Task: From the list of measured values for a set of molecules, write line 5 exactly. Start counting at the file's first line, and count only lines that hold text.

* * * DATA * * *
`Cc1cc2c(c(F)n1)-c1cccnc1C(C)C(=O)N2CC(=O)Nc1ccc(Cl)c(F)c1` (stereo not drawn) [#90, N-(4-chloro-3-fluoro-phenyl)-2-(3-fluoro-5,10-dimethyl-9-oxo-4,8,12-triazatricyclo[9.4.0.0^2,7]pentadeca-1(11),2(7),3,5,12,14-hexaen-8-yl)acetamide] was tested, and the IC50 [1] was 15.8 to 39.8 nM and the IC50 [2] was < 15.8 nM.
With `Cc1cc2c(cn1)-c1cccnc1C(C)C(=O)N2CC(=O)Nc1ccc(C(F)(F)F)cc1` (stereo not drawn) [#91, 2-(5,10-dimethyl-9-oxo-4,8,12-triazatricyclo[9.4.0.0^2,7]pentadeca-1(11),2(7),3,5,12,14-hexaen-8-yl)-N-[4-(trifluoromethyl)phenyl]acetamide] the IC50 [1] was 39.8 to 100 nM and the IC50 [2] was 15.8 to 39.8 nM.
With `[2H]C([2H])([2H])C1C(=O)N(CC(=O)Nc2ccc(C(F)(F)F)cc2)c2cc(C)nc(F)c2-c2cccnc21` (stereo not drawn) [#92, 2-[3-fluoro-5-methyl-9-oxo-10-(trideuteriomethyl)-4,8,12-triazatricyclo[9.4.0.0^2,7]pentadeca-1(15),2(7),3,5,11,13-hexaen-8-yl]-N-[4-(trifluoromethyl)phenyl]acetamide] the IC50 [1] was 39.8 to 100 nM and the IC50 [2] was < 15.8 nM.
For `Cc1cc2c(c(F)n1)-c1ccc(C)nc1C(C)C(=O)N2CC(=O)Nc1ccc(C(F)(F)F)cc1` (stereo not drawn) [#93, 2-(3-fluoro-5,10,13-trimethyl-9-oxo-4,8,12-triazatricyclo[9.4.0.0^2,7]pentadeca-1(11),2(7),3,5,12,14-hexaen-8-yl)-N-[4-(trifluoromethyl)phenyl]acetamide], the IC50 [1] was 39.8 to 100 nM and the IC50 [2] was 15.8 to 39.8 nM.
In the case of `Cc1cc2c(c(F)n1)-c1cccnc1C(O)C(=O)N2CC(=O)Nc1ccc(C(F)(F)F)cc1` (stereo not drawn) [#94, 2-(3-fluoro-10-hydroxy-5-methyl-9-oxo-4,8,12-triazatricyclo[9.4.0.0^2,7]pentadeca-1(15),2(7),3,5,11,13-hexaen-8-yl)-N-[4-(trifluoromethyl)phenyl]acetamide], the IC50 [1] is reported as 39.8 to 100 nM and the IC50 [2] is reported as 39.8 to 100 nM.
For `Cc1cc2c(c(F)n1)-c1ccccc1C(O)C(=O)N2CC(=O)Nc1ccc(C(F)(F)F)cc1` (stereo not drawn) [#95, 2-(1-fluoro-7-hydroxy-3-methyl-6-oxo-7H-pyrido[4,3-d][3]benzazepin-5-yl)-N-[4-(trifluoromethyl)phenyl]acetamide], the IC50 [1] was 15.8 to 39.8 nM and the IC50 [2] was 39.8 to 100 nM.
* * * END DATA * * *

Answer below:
In the case of `Cc1cc2c(c(F)n1)-c1cccnc1C(O)C(=O)N2CC(=O)Nc1ccc(C(F)(F)F)cc1` (stereo not drawn) [#94, 2-(3-fluoro-10-hydroxy-5-methyl-9-oxo-4,8,12-triazatricyclo[9.4.0.0^2,7]pentadeca-1(15),2(7),3,5,11,13-hexaen-8-yl)-N-[4-(trifluoromethyl)phenyl]acetamide], the IC50 [1] is reported as 39.8 to 100 nM and the IC50 [2] is reported as 39.8 to 100 nM.